measure them and take the students there for the field trip.

24. Invite each group to report out their observations, for a full class discussion. Point out to
students that they will now have the opportunity to "draw" stairs on graph paper so that they can
explore the concept of "slope".
25. Define "slope" for students; illustrate some examples.
26. Next students next should be directed to use graph paper to "draw" four different sets of steps
following these instructions:
* Begin at the origin (0,0), marking this point as "A".
* Draw a line segment AB to represent the riser height.
* From the end point of this riser segment, point "B", the students are to draw another line
segment, BC, to represent the tread width.
* Connect the points at the "bottom back" of each step, points A to C.
* Use a different colored pencil for each graph you sketch.
27. Direct students to discuss the following questions in their groups, then facilitate a class
discussion so that groups can explain their answers and/or ask questions:
* Which graph of a step is the steepest?
* Which is the least steep?
* What is the difference between these stairs that might account for the change in steepness?
* Which step is easier for people to climb and why?
28. Next, direct students to "draw" a set of steps with a riser height of 9 inches and a tread width
of 9 inches. Invite answers from the class for these questions:
* What do you think these stairs will look like?
* Will they be more or less steep than the others?
* Will they be easy or hard to climb?
* What made previous steps steeper than these? What made other steps not as steep as these?
29. Instruct students to go in the hallway to measure the rise and tread of stairs in several
locations inside and around the school building (sites you select).
(NOTE: Tell students to round their measurement to the nearest ¼ inch for ease in finding the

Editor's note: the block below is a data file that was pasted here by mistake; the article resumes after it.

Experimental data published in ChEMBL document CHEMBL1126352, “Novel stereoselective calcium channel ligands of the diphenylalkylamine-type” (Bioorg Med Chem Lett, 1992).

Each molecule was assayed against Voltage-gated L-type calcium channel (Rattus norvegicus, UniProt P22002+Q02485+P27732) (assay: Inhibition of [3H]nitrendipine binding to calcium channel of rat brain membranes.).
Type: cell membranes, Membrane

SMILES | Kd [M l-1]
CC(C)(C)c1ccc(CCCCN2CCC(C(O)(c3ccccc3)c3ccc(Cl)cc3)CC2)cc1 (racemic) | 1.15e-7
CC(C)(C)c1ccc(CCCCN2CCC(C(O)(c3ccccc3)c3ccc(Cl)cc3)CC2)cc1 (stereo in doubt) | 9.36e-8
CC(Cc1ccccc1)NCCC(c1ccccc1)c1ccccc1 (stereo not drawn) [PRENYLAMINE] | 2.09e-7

30. They are to record these measurements in Table 2, then compute the final column.
31. Discuss with the class the relationship between riser height, tread width, and the steepness of
the steps they selected and which steps are easier to climb and why?
32. Connect this discussion with the concept of the slope of a line. Discuss with the class "rise"
and "run" and how each relates to the steps that have been investigated.

Differentiated Instruction:
* Help students interpret customary measurements when expressed as a decimal.
* Have students use metric measurements only for the exercises in an effort to reduce confusion.
Then switch to using only customary measurements.
* Have students measure other, smaller items (desk top, book cover, box top?) to strengthen their
understanding of how to read the measurements.

* Have students create their own scenarios similar to the one illustrated in the post assessment.
* Encourage students to think of other examples found in real life that the "step" concept can
mirror, and design a lesson for their classmates to work through (example: escalators, pyramids,
auditorium risers, bleachers, ...).

* On a tour of any business district or downtown area, students can see a variety of buildings with
several sizes of steps outside and inside the buildings. This is a good way to allow students to
find a variety of sizes of steps to measure and climb.
* Students can take step measurements and hypothesize the "slope" for graph of each step.
* Students can calculate slope using kite measurements; charting the height of a kite and the
distance from the starting point along the ground to the maximum height.

Homework Suggestions and Home Connections:
* Students can measure steps in their homes, gardens, yards, the park or other places they visit.
They should graph the measurements and sketch the slopes.
* Find the slope of two sets of stairs at home -one set inside the house, one set outside of the
house. Are there any noticeable differences? Why would there be differences instead of
* Have students sketch their "ideal" sledding, snowboarding, or skateboarding hill and find the

Interdisciplinary Connection:
Health/Fitness Connection - have students devise problems related to a stair-stepper.

Technology Connection:
Use a graphing calculator to plot the measurements for accurate slope measurements

General Tips:


Tables for step by step 11 18 03.doc

APPENDIX for Step by step 11 18 03.doc

Step by Step ST.pdf

Step by Step TE.pdf